The author of The Winter of Frankie Machine (“another instant classic”—Lee Child) is back with a razor-sharp novel as cool and unbridled as its California surfer heroes, as heart-stopping as a wave none of them sees coming.

Boone Daniels lives to surf. Every morning he’s out in the break off Pacific Beach with the other members of The Dawn Patrol: four men and one woman as single-minded about surfing as he is. Or nearly. They have “real j-o-b-s”; Boone works as a PI just enough to keep himself in fish tacos and wet suits—and in the water whenever the waves are “epic macking crunchy.”

But Boone is also obsessed with the unsolved case of a young girl named Rain who was abducted back when he was on the San Diego police force. He blames himself—just as almost everyone in the department does—for not being able to save her. Now, when he can’t say no to a gorgeous, bossy lawyer who wants his help investigating an insurance scam, he’s unexpectedly staring at a chance to make some amends—and take some revenge—for Rain’s disappearance. It might mean missing the most colossal waves he’s liable to encounter (not to mention putting The Dawn Patrol in serious harm’s way as he tangles with the local thuggery), but this investigation is about to give him a wilder ride than any he’s ever imagined.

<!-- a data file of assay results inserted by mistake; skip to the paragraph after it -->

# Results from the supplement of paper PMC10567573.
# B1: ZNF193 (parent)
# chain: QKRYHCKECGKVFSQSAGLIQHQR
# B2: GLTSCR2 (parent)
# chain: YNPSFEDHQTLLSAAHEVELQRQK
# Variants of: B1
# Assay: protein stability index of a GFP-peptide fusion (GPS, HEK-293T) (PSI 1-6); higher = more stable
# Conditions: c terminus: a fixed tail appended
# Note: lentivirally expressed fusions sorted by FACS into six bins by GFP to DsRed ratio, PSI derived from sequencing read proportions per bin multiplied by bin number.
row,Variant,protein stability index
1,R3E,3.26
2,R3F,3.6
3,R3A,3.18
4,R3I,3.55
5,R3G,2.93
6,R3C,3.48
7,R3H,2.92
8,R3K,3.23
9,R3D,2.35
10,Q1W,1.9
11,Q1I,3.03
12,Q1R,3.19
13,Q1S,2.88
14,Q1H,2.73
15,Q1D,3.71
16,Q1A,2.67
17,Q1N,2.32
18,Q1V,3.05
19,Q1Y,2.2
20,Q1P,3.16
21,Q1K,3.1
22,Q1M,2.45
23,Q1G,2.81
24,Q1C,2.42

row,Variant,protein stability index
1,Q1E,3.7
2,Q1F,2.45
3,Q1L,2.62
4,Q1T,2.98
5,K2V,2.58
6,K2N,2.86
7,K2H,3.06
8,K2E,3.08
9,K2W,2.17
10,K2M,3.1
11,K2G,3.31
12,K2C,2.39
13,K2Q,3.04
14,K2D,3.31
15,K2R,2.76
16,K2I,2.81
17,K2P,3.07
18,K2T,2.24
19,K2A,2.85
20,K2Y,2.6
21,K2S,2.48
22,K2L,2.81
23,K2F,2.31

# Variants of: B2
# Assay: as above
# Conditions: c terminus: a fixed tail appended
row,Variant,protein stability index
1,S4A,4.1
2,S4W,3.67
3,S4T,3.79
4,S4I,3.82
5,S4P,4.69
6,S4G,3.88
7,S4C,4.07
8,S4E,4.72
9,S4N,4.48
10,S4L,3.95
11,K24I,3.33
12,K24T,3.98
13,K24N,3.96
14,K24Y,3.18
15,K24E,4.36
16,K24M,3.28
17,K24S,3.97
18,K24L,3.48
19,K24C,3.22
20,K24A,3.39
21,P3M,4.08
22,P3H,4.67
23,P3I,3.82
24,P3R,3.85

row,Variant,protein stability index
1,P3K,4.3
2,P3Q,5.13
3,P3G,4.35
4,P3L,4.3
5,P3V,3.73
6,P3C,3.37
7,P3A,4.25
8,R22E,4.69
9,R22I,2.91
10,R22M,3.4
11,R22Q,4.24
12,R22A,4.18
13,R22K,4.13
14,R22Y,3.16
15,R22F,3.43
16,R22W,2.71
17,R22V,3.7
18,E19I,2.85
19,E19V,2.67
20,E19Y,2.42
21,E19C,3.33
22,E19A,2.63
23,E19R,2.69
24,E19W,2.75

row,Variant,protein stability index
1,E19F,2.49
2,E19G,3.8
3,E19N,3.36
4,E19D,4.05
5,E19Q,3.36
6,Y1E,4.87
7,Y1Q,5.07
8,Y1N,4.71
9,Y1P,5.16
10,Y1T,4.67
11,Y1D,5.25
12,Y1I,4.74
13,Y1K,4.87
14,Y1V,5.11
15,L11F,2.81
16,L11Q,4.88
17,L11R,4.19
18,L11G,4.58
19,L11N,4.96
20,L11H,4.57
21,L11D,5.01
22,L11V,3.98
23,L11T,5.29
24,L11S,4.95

Harrowing and funny, righteous and outrageous, The Dawn Patrol is epic macking crunchy from start to finish.

(retrieved from Amazon Mon, 30 Sep 2013 13:28:11 -0400)

(see all 3 descriptions)

Working as a P.I. to earn just enough money to support his passion for surfing, Boone Daniels is obsessed with the unsolved abduction of a young girl named Rain during his career with the San Diego police, until he is given the chance to make amends.